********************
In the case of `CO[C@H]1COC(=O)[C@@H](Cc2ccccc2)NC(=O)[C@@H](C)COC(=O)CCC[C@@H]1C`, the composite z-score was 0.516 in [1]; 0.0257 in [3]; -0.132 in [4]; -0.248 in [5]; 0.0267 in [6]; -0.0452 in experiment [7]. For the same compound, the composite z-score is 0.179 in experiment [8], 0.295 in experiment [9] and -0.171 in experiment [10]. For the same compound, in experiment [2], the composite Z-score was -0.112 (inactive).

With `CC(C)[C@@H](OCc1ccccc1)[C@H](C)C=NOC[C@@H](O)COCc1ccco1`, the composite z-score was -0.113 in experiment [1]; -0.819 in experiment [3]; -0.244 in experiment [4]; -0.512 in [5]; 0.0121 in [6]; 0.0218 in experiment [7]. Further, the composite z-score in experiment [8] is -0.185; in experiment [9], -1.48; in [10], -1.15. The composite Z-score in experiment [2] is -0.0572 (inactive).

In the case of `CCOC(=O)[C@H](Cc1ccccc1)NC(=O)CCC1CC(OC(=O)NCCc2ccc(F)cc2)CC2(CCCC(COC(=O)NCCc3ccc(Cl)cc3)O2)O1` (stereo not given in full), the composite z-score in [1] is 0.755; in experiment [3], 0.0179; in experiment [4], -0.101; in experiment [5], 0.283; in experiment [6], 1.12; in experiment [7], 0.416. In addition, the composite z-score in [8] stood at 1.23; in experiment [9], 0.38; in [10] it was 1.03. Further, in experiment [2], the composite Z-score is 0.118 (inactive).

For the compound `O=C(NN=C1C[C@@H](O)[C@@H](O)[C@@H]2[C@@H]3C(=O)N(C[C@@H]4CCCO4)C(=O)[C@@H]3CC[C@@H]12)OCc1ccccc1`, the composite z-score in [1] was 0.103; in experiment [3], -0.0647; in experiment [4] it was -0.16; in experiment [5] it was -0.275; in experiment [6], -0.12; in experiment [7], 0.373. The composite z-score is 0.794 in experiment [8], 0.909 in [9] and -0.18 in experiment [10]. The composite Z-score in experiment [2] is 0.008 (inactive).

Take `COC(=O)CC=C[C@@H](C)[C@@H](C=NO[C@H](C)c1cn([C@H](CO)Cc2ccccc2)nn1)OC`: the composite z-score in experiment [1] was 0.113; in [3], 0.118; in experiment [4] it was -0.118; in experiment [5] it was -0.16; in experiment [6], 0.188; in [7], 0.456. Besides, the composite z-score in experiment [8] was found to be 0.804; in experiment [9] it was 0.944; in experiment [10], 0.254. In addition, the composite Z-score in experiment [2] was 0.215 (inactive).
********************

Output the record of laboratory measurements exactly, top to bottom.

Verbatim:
In the case of `CO[C@H]1COC(=O)[C@@H](Cc2ccccc2)NC(=O)[C@@H](C)COC(=O)CCC[C@@H]1C`, the composite z-score was 0.516 in [1]; 0.0257 in [3]; -0.132 in [4]; -0.248 in [5]; 0.0267 in [6]; -0.0452 in experiment [7]. For the same compound, the composite z-score is 0.179 in experiment [8], 0.295 in experiment [9] and -0.171 in experiment [10]. For the same compound, in experiment [2], the composite Z-score was -0.112 (inactive).

With `CC(C)[C@@H](OCc1ccccc1)[C@H](C)C=NOC[C@@H](O)COCc1ccco1`, the composite z-score was -0.113 in experiment [1]; -0.819 in experiment [3]; -0.244 in experiment [4]; -0.512 in [5]; 0.0121 in [6]; 0.0218 in experiment [7]. Further, the composite z-score in experiment [8] is -0.185; in experiment [9], -1.48; in [10], -1.15. The composite Z-score in experiment [2] is -0.0572 (inactive).

In the case of `CCOC(=O)[C@H](Cc1ccccc1)NC(=O)CCC1CC(OC(=O)NCCc2ccc(F)cc2)CC2(CCCC(COC(=O)NCCc3ccc(Cl)cc3)O2)O1` (stereo not given in full), the composite z-score in [1] is 0.755; in experiment [3], 0.0179; in experiment [4], -0.101; in experiment [5], 0.283; in experiment [6], 1.12; in experiment [7], 0.416. In addition, the composite z-score in [8] stood at 1.23; in experiment [9], 0.38; in [10] it was 1.03. Further, in experiment [2], the composite Z-score is 0.118 (inactive).

For the compound `O=C(NN=C1C[C@@H](O)[C@@H](O)[C@@H]2[C@@H]3C(=O)N(C[C@@H]4CCCO4)C(=O)[C@@H]3CC[C@@H]12)OCc1ccccc1`, the composite z-score in [1] was 0.103; in experiment [3], -0.0647; in experiment [4] it was -0.16; in experiment [5] it was -0.275; in experiment [6], -0.12; in experiment [7], 0.373. The composite z-score is 0.794 in experiment [8], 0.909 in [9] and -0.18 in experiment [10]. The composite Z-score in experiment [2] is 0.008 (inactive).

Take `COC(=O)CC=C[C@@H](C)[C@@H](C=NO[C@H](C)c1cn([C@H](CO)Cc2ccccc2)nn1)OC`: the composite z-score in experiment [1] was 0.113; in [3], 0.118; in experiment [4] it was -0.118; in experiment [5] it was -0.16; in experiment [6], 0.188; in [7], 0.456. Besides, the composite z-score in experiment [8] was found to be 0.804; in experiment [9] it was 0.944; in experiment [10], 0.254. In addition, the composite Z-score in experiment [2] was 0.215 (inactive).